Researchers find new IoT security risk: Bluetooth spoofing
Cybersecurity researchers are constantly releasing information on zero-day exploits, new malware strains and other cyberattack methods to help protect consumers and enterprises from malicious activity. These security alerts and research papers provide essential context for the evolving threat landscape, allowing business leaders to constantly improve their cybersecurity practices. To stay one step ahead of cyber criminals, IT administrators must carefully assess their networking environments and integrate new protections to ward off data breaches, exploitation and reputational damages.
IoT and remote access vulnerabilities
As the internet of things continues to expand, companies have had to readjust their cybersecurity policies to strengthen remote access pathways. As noted by the National Institute of Standards and Technology, remote access technologies allow users to interact with non-public networks and computing resources from locations outside company-run facilities. While this functionality does offer a new level of convenience, it also comes with a higher degree of risk, as most remote access client devices have weaker protections than standard client devices.
One of the latest cyber attack methods aimed at IoT devices is bluetooth spoofing, which takes advantage of a connectivity flaw to bypass key authentication methods. The vulnerability, known as the BLE Spoofing Attacks flaw, was first identified by researchers at Purdue University and has since become a major focus point for companies across industry lines.
The BLESA flaw primarily impacts the reconnection process for devices that have Bluetooth functionality. Devices connected to a private network can sometimes lose their pairing or drop out of range. Once they're back online, they automatically reconnect to the network without having to go through the typical authentication processes for new devices.
This gap can be exploited by cybercriminals, who send spoofed data to the IoT devices to force them to carry out unauthorized tasks. For example, the environmental sensors found at modern manufacturing plants periodically connect to internal servers to transmit data they've collected before switching back to a default monitoring mode. During this process, cybercriminals can pair with BLE-enabled devices to obtain their properties and key attributes.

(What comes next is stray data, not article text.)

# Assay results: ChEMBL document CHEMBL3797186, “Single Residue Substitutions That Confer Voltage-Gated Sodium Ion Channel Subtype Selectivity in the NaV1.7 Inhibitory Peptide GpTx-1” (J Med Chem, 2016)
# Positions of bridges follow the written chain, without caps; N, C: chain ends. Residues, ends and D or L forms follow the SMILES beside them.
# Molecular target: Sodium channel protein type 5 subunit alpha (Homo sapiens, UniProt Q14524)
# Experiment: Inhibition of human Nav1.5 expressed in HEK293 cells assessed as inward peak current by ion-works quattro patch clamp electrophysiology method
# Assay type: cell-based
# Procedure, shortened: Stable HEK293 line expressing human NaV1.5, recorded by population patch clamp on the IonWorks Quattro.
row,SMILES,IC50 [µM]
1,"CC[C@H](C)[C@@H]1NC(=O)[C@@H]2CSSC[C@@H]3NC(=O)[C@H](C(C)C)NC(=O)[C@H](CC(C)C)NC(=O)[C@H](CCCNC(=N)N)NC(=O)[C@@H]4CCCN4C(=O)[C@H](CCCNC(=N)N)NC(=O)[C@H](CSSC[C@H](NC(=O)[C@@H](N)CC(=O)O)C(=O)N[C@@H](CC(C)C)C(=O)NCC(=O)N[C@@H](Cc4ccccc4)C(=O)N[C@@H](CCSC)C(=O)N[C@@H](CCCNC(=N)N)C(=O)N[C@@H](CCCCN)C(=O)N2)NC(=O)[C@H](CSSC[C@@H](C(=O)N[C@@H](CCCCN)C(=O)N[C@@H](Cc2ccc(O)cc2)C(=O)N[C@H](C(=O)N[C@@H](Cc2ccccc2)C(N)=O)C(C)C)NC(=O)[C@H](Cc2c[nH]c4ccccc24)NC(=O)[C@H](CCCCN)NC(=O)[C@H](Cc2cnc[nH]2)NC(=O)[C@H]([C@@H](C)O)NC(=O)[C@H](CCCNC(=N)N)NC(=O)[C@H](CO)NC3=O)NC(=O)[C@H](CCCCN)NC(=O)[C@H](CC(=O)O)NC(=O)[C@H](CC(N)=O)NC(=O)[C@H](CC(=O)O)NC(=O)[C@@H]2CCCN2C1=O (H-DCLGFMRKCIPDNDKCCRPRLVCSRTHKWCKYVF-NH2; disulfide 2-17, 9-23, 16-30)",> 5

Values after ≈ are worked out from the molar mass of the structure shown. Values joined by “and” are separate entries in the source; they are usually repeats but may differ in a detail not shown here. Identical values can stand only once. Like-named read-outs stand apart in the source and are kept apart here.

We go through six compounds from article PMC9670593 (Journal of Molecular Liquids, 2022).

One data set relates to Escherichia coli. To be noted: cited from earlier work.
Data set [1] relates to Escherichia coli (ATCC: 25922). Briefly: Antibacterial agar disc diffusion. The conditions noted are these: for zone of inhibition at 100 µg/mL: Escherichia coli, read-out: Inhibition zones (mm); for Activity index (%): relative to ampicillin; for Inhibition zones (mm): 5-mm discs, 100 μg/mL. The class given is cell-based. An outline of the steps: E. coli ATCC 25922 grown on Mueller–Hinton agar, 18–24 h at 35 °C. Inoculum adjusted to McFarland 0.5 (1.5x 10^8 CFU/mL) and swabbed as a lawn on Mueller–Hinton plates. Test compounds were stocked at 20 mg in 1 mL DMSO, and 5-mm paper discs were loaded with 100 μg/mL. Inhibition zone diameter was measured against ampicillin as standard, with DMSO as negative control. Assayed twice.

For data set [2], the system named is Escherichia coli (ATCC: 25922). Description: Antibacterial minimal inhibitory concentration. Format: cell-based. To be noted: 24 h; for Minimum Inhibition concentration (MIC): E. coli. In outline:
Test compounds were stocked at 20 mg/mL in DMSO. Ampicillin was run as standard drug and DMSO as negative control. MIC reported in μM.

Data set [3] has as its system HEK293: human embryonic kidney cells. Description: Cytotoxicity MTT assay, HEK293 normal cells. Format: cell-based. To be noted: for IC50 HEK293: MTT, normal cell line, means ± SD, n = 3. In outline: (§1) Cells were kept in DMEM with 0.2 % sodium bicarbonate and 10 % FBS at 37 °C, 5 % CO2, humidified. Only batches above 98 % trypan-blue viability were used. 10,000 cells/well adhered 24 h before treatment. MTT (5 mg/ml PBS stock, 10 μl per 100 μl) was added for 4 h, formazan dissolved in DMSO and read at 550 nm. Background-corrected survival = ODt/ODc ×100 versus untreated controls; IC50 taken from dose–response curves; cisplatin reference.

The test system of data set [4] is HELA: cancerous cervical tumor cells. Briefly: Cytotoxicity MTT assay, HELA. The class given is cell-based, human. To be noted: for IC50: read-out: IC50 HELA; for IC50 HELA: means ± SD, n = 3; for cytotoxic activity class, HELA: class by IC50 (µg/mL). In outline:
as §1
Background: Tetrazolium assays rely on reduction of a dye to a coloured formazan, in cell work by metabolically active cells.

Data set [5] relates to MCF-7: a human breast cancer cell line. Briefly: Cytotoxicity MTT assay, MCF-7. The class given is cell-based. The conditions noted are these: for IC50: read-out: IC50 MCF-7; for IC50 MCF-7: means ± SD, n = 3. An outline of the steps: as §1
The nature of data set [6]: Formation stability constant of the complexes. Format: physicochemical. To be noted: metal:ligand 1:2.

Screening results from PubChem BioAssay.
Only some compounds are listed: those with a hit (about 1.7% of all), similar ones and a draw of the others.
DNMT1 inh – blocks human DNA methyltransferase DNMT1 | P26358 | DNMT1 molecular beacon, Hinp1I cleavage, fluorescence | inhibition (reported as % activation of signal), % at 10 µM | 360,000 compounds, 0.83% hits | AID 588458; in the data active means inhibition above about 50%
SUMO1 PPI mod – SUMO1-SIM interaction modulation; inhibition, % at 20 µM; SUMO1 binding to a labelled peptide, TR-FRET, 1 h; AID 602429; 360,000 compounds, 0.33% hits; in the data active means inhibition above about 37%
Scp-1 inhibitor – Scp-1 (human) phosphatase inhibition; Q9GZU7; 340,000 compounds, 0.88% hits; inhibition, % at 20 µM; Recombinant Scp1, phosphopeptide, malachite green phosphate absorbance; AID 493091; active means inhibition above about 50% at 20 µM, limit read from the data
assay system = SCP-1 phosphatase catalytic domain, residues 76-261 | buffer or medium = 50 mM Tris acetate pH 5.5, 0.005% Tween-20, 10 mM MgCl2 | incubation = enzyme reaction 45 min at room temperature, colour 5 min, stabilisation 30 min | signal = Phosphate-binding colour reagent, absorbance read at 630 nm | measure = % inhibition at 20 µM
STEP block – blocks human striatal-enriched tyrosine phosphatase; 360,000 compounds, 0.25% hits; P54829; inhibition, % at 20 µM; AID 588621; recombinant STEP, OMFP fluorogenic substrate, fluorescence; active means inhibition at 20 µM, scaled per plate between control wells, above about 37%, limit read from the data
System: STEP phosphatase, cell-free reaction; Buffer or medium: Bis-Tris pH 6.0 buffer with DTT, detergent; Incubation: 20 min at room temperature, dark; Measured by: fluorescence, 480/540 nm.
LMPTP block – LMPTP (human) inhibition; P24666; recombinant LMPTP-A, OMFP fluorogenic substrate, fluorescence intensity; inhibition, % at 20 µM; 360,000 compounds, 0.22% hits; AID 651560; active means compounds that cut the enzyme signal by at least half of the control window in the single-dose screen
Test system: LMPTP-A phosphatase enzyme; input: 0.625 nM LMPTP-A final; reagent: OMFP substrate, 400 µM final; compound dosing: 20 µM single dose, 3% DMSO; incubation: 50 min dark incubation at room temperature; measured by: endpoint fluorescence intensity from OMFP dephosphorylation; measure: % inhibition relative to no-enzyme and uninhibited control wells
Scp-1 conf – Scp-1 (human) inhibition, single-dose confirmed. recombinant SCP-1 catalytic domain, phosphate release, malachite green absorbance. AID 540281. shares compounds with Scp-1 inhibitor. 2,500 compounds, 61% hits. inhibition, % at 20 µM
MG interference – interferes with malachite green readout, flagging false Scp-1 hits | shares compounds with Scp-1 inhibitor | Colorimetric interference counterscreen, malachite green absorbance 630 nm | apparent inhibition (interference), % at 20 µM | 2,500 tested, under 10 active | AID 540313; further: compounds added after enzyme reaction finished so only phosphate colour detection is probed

According to Purdue researchers, BLE is particularly prone to exploitation because:
- The BLE protocol was designed to allow any device to connect with other BLE devices
- BLE advertising packets are always transmitted in plain text
- Many organizations make reconnection authentication optional
Following the release of their findings, the Purdue researchers contacted Apple and Google about the BLESA vulnerabilities. Apple categorized the exploit (under CVE-2020-9770) and released a hotfix back in June 2020, but Android devices are still considered vulnerable.
Mitigating exploits on devices and networks
New device- and network-level exploits are constantly being identified and remedied, leaving companies at a bit of a disadvantage. It often takes weeks, even months, for researchers to locate and understand IoT vulnerabilities before tech companies can put out a fix. The BLESA flaw is just one example of a Bluetooth exploit that reached headlines in recent months. According to Threat Post, researchers at the École Polytechnique Fédérale de Lausanne found another exploit, named the "BLURtooth flaw,"which allows hackers within wireless range to bypass authentication keys, making it much easier to snoop on device activity and traffic.
The best way to protect against these and other IoT vulnerabilities is to create secure, reliable networking infrastructures adapted to the needs and limitations of internet-connected devices. Perle offers industrial-grade networking tools that help organizations protect key assets in their computing environments. Our LTE Routers can connect industrial remote data logging and sensing equipment to securely process IoT data at the edge, thereby reducing an organization's attack surface.
To learn more, read some of our customers' success stories.